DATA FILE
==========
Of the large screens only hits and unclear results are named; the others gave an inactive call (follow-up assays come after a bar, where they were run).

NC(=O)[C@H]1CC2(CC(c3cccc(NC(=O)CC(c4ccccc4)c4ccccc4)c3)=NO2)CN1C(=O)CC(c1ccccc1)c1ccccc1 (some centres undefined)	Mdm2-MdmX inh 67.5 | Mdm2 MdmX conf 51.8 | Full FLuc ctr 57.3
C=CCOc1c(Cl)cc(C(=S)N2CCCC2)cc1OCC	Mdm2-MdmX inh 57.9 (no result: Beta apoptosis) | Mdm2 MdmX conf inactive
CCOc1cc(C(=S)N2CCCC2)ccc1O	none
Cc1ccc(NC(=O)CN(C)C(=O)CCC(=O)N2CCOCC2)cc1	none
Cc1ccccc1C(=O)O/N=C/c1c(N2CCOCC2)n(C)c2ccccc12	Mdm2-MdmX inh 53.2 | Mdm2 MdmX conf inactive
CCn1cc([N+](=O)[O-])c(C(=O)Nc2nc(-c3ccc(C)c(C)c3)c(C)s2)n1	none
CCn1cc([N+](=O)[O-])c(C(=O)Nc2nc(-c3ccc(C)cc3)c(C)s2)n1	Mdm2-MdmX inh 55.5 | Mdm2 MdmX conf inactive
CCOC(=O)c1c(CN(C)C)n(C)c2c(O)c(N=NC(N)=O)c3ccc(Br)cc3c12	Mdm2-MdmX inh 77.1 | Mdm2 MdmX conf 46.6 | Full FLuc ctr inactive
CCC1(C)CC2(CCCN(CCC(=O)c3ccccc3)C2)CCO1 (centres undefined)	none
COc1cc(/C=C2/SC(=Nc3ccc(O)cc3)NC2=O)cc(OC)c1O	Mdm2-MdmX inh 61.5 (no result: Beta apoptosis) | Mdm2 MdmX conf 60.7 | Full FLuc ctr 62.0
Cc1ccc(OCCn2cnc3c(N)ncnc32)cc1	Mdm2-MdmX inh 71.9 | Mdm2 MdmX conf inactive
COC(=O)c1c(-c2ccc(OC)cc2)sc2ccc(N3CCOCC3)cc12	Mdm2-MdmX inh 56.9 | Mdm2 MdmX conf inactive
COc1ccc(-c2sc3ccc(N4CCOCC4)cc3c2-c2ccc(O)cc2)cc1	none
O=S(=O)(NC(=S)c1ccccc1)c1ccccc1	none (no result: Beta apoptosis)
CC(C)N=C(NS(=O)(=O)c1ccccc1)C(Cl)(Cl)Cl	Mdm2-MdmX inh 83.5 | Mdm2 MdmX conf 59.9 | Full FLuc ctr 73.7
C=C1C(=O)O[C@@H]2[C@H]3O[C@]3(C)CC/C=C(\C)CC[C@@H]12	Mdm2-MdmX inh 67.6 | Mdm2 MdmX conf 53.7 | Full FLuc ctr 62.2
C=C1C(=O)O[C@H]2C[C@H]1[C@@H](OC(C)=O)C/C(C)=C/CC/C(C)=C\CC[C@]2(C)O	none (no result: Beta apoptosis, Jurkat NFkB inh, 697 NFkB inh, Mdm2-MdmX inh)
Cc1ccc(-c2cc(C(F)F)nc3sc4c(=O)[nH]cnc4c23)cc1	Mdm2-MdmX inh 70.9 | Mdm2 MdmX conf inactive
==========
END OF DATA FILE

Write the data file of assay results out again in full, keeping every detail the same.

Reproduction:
Of the large screens only hits and unclear results are named; the others gave an inactive call (follow-up assays come after a bar, where they were run).

NC(=O)[C@H]1CC2(CC(c3cccc(NC(=O)CC(c4ccccc4)c4ccccc4)c3)=NO2)CN1C(=O)CC(c1ccccc1)c1ccccc1 (some centres undefined)	Mdm2-MdmX inh 67.5 | Mdm2 MdmX conf 51.8 | Full FLuc ctr 57.3
C=CCOc1c(Cl)cc(C(=S)N2CCCC2)cc1OCC	Mdm2-MdmX inh 57.9 (no result: Beta apoptosis) | Mdm2 MdmX conf inactive
CCOc1cc(C(=S)N2CCCC2)ccc1O	none
Cc1ccc(NC(=O)CN(C)C(=O)CCC(=O)N2CCOCC2)cc1	none
Cc1ccccc1C(=O)O/N=C/c1c(N2CCOCC2)n(C)c2ccccc12	Mdm2-MdmX inh 53.2 | Mdm2 MdmX conf inactive
CCn1cc([N+](=O)[O-])c(C(=O)Nc2nc(-c3ccc(C)c(C)c3)c(C)s2)n1	none
CCn1cc([N+](=O)[O-])c(C(=O)Nc2nc(-c3ccc(C)cc3)c(C)s2)n1	Mdm2-MdmX inh 55.5 | Mdm2 MdmX conf inactive
CCOC(=O)c1c(CN(C)C)n(C)c2c(O)c(N=NC(N)=O)c3ccc(Br)cc3c12	Mdm2-MdmX inh 77.1 | Mdm2 MdmX conf 46.6 | Full FLuc ctr inactive
CCC1(C)CC2(CCCN(CCC(=O)c3ccccc3)C2)CCO1 (centres undefined)	none
COc1cc(/C=C2/SC(=Nc3ccc(O)cc3)NC2=O)cc(OC)c1O	Mdm2-MdmX inh 61.5 (no result: Beta apoptosis) | Mdm2 MdmX conf 60.7 | Full FLuc ctr 62.0
Cc1ccc(OCCn2cnc3c(N)ncnc32)cc1	Mdm2-MdmX inh 71.9 | Mdm2 MdmX conf inactive
COC(=O)c1c(-c2ccc(OC)cc2)sc2ccc(N3CCOCC3)cc12	Mdm2-MdmX inh 56.9 | Mdm2 MdmX conf inactive
COc1ccc(-c2sc3ccc(N4CCOCC4)cc3c2-c2ccc(O)cc2)cc1	none
O=S(=O)(NC(=S)c1ccccc1)c1ccccc1	none (no result: Beta apoptosis)
CC(C)N=C(NS(=O)(=O)c1ccccc1)C(Cl)(Cl)Cl	Mdm2-MdmX inh 83.5 | Mdm2 MdmX conf 59.9 | Full FLuc ctr 73.7
C=C1C(=O)O[C@@H]2[C@H]3O[C@]3(C)CC/C=C(\C)CC[C@@H]12	Mdm2-MdmX inh 67.6 | Mdm2 MdmX conf 53.7 | Full FLuc ctr 62.2
C=C1C(=O)O[C@H]2C[C@H]1[C@@H](OC(C)=O)C/C(C)=C/CC/C(C)=C\CC[C@]2(C)O	none (no result: Beta apoptosis, Jurkat NFkB inh, 697 NFkB inh, Mdm2-MdmX inh)
Cc1ccc(-c2cc(C(F)F)nc3sc4c(=O)[nH]cnc4c23)cc1	Mdm2-MdmX inh 70.9 | Mdm2 MdmX conf inactive